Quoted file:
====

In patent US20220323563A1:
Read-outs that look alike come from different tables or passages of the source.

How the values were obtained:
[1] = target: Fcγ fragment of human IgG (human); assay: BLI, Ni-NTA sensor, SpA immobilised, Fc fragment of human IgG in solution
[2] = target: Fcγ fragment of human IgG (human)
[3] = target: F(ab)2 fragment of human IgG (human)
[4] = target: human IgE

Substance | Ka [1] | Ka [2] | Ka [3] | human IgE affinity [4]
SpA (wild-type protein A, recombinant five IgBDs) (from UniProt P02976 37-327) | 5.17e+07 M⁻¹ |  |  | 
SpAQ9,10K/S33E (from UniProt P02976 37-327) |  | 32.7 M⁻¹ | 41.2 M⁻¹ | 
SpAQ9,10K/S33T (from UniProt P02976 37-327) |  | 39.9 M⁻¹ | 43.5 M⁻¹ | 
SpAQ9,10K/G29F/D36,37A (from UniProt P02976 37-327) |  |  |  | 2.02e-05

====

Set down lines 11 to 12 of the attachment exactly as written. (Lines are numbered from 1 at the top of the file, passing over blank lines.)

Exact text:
SpAQ9,10K/S33T (from UniProt P02976 37-327) |  | 39.9 M⁻¹ | 43.5 M⁻¹ | 
SpAQ9,10K/G29F/D36,37A (from UniProt P02976 37-327) |  |  |  | 2.02e-05